Application Rootkit

This is an example of rootkit attacks causing the most damage. An application rootkit deletes files on your system and replaces them with corrupted ones. You won’t be able to detect rootkit malware as the infected programs (usually MS Office) work without showing any traces. 

Kernel Mode Rootkit

Kernel-mode rootkits add or replace portions of code in the core operating system. It has unrestricted security access, but it’s difficult to write. Codes can get infected by bugs if miswritten, making rootkit detection easier.

Virtual Rootkit

A virtual rootkit gets embedded beneath the operting system, hosting it as a software-based virtual machine. As such, it can intercept and modify commands coming from the original OS. It’s extremely hard to detect as no code is injected at the kernel level.

How to Spot a Rootkit?

So, how do you know if you have a rootkit? Well, no commercial software claims 100% success in rootkit attack detection, as they’re good at concealing their presence. So, the best way is to run a rootkit scan that looks for signatures.

You can also look out for the following unusual computer behaviors:

  • Frequent error messages or blue screens.
  • Your browser redirecting to corrupted websites.
  • Slow and sluggish computer speed.
  • Changed screensaver and taskbar settings.
  • Incorrect date and time on your computer.
  • Unfamiliar extensions and plugins in your browser.

How to Prevent a Rootkit?

Since it’s challenging to find rootkits on networks and devices, companies must educate their employees on how to prevent rootkits attacks by taking care of the following measures.

Never Ignore Updates

It’s tempting to click on ‘remind later’ when an update notification pops up, but it can be harmful. Newer versions of programs and operating systems have better codes that can combat new techniques of cyberattacks. 

Avoid Opening Phishing Emails

Phishing emails carry malicious links or attachments that can help hackers access your system. Some common signs of phishing emails are:

  • Grammatical errors.
  • Unprofessional or low-quality graphics.
  • Creating a sense of urgency with words like, “ASAP,” “take quick action,” “reply immediately,” etc.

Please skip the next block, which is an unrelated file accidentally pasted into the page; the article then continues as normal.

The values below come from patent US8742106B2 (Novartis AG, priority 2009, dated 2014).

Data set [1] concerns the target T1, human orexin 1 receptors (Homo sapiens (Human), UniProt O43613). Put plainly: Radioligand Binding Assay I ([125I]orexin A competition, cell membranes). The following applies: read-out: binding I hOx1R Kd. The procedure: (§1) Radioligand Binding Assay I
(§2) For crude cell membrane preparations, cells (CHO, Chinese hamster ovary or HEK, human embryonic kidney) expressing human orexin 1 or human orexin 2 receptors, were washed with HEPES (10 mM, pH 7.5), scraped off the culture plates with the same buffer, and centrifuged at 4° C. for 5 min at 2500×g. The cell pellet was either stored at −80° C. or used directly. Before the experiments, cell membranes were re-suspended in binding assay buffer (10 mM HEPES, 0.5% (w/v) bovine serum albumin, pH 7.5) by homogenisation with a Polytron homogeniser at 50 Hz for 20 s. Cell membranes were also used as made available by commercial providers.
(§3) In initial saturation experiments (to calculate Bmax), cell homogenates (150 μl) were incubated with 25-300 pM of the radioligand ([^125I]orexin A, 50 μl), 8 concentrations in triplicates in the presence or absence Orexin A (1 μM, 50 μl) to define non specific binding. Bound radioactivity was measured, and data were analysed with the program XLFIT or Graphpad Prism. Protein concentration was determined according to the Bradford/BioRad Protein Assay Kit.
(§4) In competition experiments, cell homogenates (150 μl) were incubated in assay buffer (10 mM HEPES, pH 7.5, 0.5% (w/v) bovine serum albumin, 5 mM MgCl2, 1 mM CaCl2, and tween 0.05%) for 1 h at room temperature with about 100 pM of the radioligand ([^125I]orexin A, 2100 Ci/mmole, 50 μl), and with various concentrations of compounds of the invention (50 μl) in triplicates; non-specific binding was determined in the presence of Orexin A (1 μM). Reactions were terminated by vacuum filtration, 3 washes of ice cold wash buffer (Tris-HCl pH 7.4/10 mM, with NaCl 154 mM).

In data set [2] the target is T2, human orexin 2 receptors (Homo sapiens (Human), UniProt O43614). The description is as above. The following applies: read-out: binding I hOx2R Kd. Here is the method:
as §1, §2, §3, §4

• Unusual requests, especially asking for login credentials or bank details.
  • The domain name of the sender’s email address has inconsistencies or spelling errors.
  • Receiving unrequested or unfamiliar links or attachments.

Be Careful with Drive-by Downloads

Drive-by downloads are scary as they can automatically install rootkit software on your device when visiting a corrupted website. These days, threat actors have also sought ways to embed evil scripts into legitimate websites. 

Use Security Programs

Using a credible antivirus and firewall can help in rootkit attack detection and prevention. In addition, they’ll avert the entry of malware like viruses, adware, spyware, etc.

Don’t Download Links from Illegitimate Sources

Always download software and other files from an official source. You may find many websites selling them for free, however, they can be riddled with malicious scripts.

How to Remove a Rootkit?

Rootkit removal can be done by running a scan. But if it’s severely infected, you’ll have to uninstall your operating system using an external media device. 

You should stop using the infected computer if the issue persists. Mac owners must keep the macOS updated as Apple has security features that are quite efficient in preventing malware in the first place.

Final Thoughts

Rootkits are very challenging to detect, prevent, and remove as they’re often disguised.. Phishing and social engineering are common vectors of entry. So, you must avoid clicking phishing emails and downloading files from untrusted sources. Additionally, business owners should educate their employees to keep systems updated and be careful with drive-by downloads to prevent rootkit attacks.